December 3, 2014 at 1:53 am

    • When it comes to war, the only thing we seem to learn from history is how to kill more efficiently, more’s the pity. Thanks for there read.

      Sarah Ann

      December 7, 2014 at 12:37 pm

  7. hopefully, the elder was right.


    December 3, 2014 at 4:00 am

  8. It works in my opinion, Sarah Ann. This was a tough week to get a story in, but I’m glad you got yours posted in time.

    All my best,
    Marie Gail


    December 3, 2014 at 7:37 am

    • Thanks Marie Gail. Good to know it works – the stories I’m unsure of seem to get a better reception than the ones I think are fine. I’m all out of sync and am going to be posting late again this week.

      Sarah Ann

      December 7, 2014 at 12:53 pm

      • Oddly, we artists are often the worst critics of our own work. I chalk it up to being too close to see clearly, and it is one of the reasons I rely heavily on a small panel of “editors” as well as the commenters on my blog.

        All my best,
        Marie Gail


        December 8, 2014 at 9:09 pm

  9. Dear Sarah Ann, Good story full of morals! Too bad we don’t learn from our mistakes and I don’t think we ever will. Pity though, our world could be Eden if we just stopped fighting. Love your story! Nan 🙂

    Nan Falkner

    December 3, 2014 at 7:57 am

    • Thank you, Nan. I don’t think we will ever learn from our mistakes either – there’s always a new justification for repeating actions of the past. But I’m living in hope and looking forward to your world of Eden.

      Sarah Ann

      December 7, 2014 at 12:52 pm

  10. Sarah Ann, Sorry this comment is late. I was having internet problems. That’s a good hope they have, but in time people will make war again regardless. They’ll probably start by throwing things at each other and hitting with clubs. People always find a way though we can hope for the best. Good story and well written 🙂 — Susan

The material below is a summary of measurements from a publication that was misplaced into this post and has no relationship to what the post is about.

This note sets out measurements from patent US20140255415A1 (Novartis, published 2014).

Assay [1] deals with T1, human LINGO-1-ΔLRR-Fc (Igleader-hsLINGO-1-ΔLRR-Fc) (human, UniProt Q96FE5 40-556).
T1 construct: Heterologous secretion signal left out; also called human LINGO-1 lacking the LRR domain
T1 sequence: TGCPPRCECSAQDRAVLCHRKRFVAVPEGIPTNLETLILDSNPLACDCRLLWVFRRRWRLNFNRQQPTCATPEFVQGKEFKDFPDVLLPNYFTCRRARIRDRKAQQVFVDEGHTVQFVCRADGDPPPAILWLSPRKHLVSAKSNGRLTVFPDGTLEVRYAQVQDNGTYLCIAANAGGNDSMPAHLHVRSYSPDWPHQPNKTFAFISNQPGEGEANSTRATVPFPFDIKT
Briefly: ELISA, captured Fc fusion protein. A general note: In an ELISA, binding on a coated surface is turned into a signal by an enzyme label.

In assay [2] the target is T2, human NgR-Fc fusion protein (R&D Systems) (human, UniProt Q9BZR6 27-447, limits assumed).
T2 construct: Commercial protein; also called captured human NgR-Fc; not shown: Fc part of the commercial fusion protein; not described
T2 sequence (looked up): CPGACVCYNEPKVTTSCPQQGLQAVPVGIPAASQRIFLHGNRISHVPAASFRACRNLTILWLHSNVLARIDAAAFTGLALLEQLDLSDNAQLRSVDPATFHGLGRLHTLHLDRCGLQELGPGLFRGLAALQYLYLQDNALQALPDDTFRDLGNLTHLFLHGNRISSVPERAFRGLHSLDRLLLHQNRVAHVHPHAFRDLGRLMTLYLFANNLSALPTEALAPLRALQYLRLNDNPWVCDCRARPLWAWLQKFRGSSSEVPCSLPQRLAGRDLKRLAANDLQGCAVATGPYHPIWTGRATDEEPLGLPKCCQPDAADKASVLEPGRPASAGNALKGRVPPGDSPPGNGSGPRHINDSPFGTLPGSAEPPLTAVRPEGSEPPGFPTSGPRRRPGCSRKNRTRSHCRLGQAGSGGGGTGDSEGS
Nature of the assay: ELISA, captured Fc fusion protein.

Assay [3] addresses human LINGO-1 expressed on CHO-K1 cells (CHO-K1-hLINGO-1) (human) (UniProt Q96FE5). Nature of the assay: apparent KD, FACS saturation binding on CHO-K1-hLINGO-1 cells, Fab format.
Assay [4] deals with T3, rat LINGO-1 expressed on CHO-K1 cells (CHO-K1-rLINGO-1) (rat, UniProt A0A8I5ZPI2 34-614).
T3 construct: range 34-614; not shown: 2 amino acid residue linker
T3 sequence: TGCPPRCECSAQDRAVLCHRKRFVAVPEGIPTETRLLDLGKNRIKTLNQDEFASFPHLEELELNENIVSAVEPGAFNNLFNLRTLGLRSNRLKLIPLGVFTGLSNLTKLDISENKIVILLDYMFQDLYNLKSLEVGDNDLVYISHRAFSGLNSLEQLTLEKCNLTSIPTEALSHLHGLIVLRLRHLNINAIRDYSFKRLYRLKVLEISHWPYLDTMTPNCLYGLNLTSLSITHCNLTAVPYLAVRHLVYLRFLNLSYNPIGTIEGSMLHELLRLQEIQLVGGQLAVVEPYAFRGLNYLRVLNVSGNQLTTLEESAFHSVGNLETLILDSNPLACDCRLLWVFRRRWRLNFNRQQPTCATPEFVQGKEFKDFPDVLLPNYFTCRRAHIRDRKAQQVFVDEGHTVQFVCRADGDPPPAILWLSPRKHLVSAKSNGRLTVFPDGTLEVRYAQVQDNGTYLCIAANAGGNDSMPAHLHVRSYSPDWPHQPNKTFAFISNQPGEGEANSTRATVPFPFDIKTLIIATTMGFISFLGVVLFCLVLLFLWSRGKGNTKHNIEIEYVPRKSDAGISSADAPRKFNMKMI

Suzanne Joshi

    December 3, 2014 at 12:15 pm

    • Unfortunately, I believe you’re right and a book burning won’t be the solution. Stones will become steel pointy things and the cycle will start all over again. Thank you for taking the time to read.

      Sarah Ann

      December 7, 2014 at 12:51 pm

  11. Burning the books in Germany, France, England. Ink upon paper, yet so much more to others. x


    December 4, 2014 at 7:26 am

    • Ink on paper – such an evocative image, but they are only words and thoughts. It’s what people do with the thoughts created by the words that can cause problems.

      Sarah Ann

      December 7, 2014 at 12:50 pm

  12. This makes me wonder… not all knowledge is good, but do they possess the knowledge to discern one from the other? I have to wonder if the absence of history will lead them down the same path in the future.


    December 4, 2014 at 6:44 pm

    • Now there’s a question – being able to discern. I think the elder in the story considers eradication to be the only way, but there are more ways of remembering knowledge than what’s written in books. And id they don’t have the knowledge to learn from, why won’t they repeat it?

      Sarah Ann

      December 7, 2014 at 12:49 pm